Warwick Competition – Sam Underwood reports his experience as a fresh UBJC competitor…

Friday evening saw the Warwick Invitational team, UBJC’s finest (minus captain, minus vice-captain), pile a minibus perilously high with bags and supplies and power on up to Warwick for the second open competition of the year, and my first in eight years! Following brief stops for pizza and refreshments en route, we reached the Excel Leisure Centre, our home for the next two days, and claimed a room for ourselves in typically flamboyant Bristol style with a high-octane sleeping-bag race through the adjacent corridors, prompting not a few bemused looks- although myself and Amy made a valiant attempt at gold, Leroy and Greg proved superior at shrimping across the floor tangled in their bags…

What little sleep was available that night proved valuable when, at 7:30 the next morning, we had to decamp unceremoniously for the main event arena. Working around issues with our team composition (Group B lacked a competitor for the over-90s category, while some others in our team were forced to fight into the weight category above them), we passed weigh-in, and set about making Bristol’s presence known on the mat.

In the individual categories, Leo and Suban performed with great valour, Leo coming up against tough (and heavyweight) competition in the O90 category but walking away with his reputation as an immovable object unscathed while Suban faced some strong opposition (and some very stiff arms) in the U66 category. This round finishing with, unfortunately, no luck for either of them despite their solid performances, we moved on to the Men’s Teams category, and closer to my fight. Group B saw some incredibly tough opposition in their pool, with a number of spectacular seoi nagis and some unbreakable hold-downs eventually proving too much. Despite some brilliant performances, Group B was eliminated, and it was our turn to step up.

Our pool saw us against stiff competition from three other teams, with the O90s in particular proving very tough opponents. While Leroy performed as spectacularly as ever, winning two of his three fights with a flawless ouchi and a stylish kosoto-gake, his first bout sadly saw Greg take a serious knock to the head followed by a strangle, and despite his brave attempt to fight in the second round, the third round proved too much and his injury kept him off the mat. We were nevertheless able to hold our own against much of the excellent judo which was being thrown at us, and twice it fell to me to bring us a win: despite my best efforts, I failed both times, although not without a fight. My first round saw me against a competitor whose height and weight advantage meant that my attempted tai-otoshi was turned into a kesa-gatami which proved unbreakable, and he took the point. My second fight was far more even, with an early harai-goshi bringing me a wazari, but my opponent evened us with a wazari of his own, and eventually took the fight with a strangle out of my failed osoto-gari. My last fight saw me against the O90 competitor who would eventually take gold, and although I took a wazari up against him with a fast ko-ouchi, his blindingly quick armbar out of the throw led to me tapping for ippon. Group A, too, were finally eliminated, but it was not without effort- of all the judo which I saw, none of it was below the standard which I would expect, and Bristol truly held their own despite injuries, weight disadvantages and a very high standard from our opponents.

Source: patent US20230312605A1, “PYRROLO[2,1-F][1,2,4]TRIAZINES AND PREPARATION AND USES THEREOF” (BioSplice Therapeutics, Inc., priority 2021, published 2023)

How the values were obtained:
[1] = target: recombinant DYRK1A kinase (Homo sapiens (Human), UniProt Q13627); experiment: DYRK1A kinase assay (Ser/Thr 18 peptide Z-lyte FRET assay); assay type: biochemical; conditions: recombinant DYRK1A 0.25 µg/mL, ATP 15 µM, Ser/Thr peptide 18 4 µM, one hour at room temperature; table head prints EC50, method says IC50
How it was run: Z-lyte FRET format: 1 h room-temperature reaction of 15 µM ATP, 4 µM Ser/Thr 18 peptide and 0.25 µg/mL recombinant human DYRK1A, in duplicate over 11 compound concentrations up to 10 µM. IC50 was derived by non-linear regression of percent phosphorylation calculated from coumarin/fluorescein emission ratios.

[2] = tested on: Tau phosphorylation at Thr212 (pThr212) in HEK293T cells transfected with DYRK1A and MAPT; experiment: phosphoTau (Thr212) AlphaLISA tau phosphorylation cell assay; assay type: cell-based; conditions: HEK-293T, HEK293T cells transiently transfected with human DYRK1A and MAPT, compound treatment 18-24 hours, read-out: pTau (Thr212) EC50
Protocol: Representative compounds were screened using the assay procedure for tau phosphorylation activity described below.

The day was rounded off with a truly magnificent feast of Dominoes in a bar in Coventry, with what remained of the team (two of the girls having headed home) devouring their body weight in the pizza which Warwick kindly laid on for us. Mirth later ensued in the inter-club boat race as it was revealed that Jess was drinking water for our team, leading to a two-second penalty being imposed on us, but the pressure was all practice for my hopeful debut at USIST… Clubbing followed afterwards, with what was left of the exhausted teams descending on Kasbah for a night of locally-flavoured house music and revelry, and despite my exhaustion I feel I still managed still to fly UBJC colours by having the club name face-painted onto my forehead. The night was rounded off in true fashion by the revelation, when we arrived back at the Excel Leisure Centre, that the gates were locked and the guards had failed to provide the number for us to be let in, leading to our sending of Josh on a scouting mission over the gate which, thankfully, proved successful, and finally we were able to crash out.

Although the competition was fierce and our defeat in our pool was disappointing, the Warwick Invitational nevertheless proved priceless in how far it has improved my understanding of competition Judo. I feel now that I can enter future tournaments with the hope of greater success, and progress my ability in Judo to a true competition standard. While this re-entry into competition was something of a baptism of fire, my experience of the competition of a whole- the completion, the social, meeting new clubs and experiencing so many different approaches to the sport- has rekindled my love of Judo, and inspired me to further Bristol’s deserved reputation as a force to be reckoned with even further.

Sam Underwood

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